found in N. T. Wright, The Last Word (New York: HarperOne, 2005), 70.

I think Wright and Maël are on to something here. At the least it is worth pausing and thinking about the “excess dough” we might be tempted to cut off in our haste to cross our theological T’s and dot or exegetical I’s.


The Perspicuity (clairity) of Scripture

I recently had a chance to teach on Sunday night at a small Church my parents attend and, in trying to decide what to teach on, I remembered an ongoing conversation I’ve been having recently with my neighbor who happens to be Catholic on the nature of Scripture and it’s role in the life of the Church and individual believers.

We’ve discussed at length the authority and inerrancy of the scriptures, and if time permits I’ll post my notes on the subject, but our most recent exchange involved the clarity of Scripture for, as I found out, the roman Catholic position is that Scripture is inherently unintelligible to anyone outside the clergy (as ordained and authorized by Rome) and requires a “final” interpreter to settle disputes over questionable doctrines such as paedobaptism (baptizing infants) and the Real Presence.

In my research on Scripture, which included listening to several hours of lectures by Dr. Wayne Grudem (one of the translators for the ESV), I ran across the old reformation doctrine of the perspicuity of scripture which, in a nutshell, simply states that the Scriptures are written so that anyone can understand them. Not that they are necessarialy easy to understand, but that they are able to be understood by anyone so that special interpreters (such as a priest) and hidden meaning (such as numerology and “I feel this means”ism) are equally wrong.

Much ink has been spilled on this subject and I won’t attempt to present the argument here (the links above are more than adequate for the faithful searcher) but I wanted to point out some of the interesting implications I’ve noticed this doctrine has and, particularly, why we should pay attention to it today.

First of all, it is an old doctrine. I like the way John Calvin speaks about it in his Institutes:

The sublime mysteries of the kingdom of heaven have for the greater part been delivered with a contemptible meanness of words. Had they been adorned with a more splendid eloquence, the wicked might have cavilled, and alleged that this constituted all their force. But now, when an unpolished simplicity, almost bordering on rudeness, makes a deeper impression than the loftiest flights of oratory, what does it indicate if not that the Holy Scriptures are too mighty in the power of truth to need the rhetorician’s art?

Unpolished simplicity, I like that description of the only means we have to know who God is or what he requires of us.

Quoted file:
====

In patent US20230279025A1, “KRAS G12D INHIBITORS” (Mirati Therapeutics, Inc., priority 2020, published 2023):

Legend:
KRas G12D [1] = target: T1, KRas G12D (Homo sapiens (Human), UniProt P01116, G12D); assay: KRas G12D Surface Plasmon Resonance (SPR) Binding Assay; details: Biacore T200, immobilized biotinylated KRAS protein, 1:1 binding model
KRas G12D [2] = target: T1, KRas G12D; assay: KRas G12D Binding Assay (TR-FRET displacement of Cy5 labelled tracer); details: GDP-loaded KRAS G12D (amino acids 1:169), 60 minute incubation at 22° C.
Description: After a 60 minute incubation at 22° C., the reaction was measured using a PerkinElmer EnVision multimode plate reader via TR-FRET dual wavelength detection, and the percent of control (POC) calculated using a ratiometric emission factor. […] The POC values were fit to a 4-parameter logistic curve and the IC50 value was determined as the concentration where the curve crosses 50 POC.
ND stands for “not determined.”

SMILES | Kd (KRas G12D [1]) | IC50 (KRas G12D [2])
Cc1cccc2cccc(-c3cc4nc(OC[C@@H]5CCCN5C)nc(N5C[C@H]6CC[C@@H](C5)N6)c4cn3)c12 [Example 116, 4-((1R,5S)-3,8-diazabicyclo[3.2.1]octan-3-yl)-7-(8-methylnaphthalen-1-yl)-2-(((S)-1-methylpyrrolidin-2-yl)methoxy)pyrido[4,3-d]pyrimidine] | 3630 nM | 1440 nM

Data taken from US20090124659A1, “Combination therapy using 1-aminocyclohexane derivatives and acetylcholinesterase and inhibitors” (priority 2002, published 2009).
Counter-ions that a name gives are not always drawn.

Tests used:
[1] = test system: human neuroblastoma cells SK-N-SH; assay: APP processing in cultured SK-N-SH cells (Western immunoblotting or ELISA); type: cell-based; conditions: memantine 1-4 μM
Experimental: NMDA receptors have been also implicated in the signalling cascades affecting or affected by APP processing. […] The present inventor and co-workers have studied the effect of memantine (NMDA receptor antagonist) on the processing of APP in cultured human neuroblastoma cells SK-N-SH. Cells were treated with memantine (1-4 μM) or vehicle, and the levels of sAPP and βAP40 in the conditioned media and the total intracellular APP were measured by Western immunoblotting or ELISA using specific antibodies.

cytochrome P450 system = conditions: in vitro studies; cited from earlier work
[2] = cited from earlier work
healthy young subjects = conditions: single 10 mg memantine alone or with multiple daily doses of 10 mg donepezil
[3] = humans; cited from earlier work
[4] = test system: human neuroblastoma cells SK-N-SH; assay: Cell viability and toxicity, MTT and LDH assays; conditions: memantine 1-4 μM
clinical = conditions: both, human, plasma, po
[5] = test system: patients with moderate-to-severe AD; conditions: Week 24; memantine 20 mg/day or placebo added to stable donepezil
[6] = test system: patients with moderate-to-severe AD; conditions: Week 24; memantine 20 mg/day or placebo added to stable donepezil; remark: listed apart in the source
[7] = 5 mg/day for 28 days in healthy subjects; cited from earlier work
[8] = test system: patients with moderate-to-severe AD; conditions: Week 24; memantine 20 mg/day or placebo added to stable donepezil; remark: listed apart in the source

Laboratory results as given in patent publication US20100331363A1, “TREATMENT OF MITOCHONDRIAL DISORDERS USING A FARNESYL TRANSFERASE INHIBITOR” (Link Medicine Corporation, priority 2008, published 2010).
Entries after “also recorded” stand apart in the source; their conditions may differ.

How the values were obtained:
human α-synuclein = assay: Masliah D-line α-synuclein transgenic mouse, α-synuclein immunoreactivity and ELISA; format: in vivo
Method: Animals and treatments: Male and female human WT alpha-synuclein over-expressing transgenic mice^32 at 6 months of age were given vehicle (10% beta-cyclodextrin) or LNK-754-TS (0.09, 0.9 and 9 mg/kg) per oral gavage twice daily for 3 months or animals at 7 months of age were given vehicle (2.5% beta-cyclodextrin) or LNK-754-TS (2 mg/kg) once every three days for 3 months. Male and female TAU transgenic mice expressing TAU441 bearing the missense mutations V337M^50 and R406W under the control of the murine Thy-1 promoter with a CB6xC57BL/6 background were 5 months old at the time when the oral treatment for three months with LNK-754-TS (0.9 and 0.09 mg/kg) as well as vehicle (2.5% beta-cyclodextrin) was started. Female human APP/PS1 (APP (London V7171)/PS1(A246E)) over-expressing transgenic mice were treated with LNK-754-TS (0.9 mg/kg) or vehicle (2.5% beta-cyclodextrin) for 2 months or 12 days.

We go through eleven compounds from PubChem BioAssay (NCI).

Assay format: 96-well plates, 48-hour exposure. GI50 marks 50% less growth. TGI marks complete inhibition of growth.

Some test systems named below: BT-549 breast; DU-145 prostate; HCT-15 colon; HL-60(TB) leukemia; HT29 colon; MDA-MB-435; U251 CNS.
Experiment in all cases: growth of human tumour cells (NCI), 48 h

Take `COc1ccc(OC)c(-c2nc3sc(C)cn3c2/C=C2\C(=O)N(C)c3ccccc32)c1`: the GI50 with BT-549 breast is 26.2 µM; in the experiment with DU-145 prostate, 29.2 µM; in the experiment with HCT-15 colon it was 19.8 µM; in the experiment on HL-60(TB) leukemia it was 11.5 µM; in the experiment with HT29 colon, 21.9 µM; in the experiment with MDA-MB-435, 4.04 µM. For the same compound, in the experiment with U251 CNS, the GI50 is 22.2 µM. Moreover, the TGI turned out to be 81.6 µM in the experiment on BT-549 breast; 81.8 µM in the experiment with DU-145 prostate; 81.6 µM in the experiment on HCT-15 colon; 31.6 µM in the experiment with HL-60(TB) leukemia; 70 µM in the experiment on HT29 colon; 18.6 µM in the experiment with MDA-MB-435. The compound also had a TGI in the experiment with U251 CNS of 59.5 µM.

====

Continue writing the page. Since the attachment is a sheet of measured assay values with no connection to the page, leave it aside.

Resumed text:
Second of all, it undercuts any argument that Scripture is too hard, or that we are somehow not up to the task of, as Paul commands Timothy in 2 Timothy 2:15:

Do your best to present yourself to God as one approved, a worker who has no need to be ashamed, rightly handling the word of truth.

If we fail to understand what Scripture is communicating it is only because we have neglected to study enough, not that the text is indecipherable to us as mere mortals and not because we are somehow less spiritual as some suppose. No, this doctrine clearly places the onus on our spiritual development upon our shoulders. Not that we do not require the holy Spirit to guide us into all truths according to John 16:13, but that we are able and therefore responsible for diligently studying the Word of God which fits many things we are told throughout Scripture such as the blessing we receive by meditating on the Law in Psalms 1.

Finally, this doctrine combats the subjectivism, sensationalism, gnosticism, feelingism, postmodernism, etc. However you want to define the Zeittgeist that has crept into the Church that detracts from the clear, singular, and objective meaning of Scripture. This includes not only the old-school Gnosticism that Irenaeus wrote (at length) against, but the popular notion of “God spoke to me and showed me _(insert whatever strange interpretation that fits your fancy here)_”. It also has the added benefit of combatting the silly notion that the most important thing is for us to find a way to make everything in the Bible apply to our lives. It also corrects the misguided notion that we need to make the Bible relevant to our lives, which presupposes it was ever irrelevant.

This is a dynamite doctrine, one I think could help the Church in America get back on track. It also goes to show that the reformers are still worth studying because they still have much to teach us.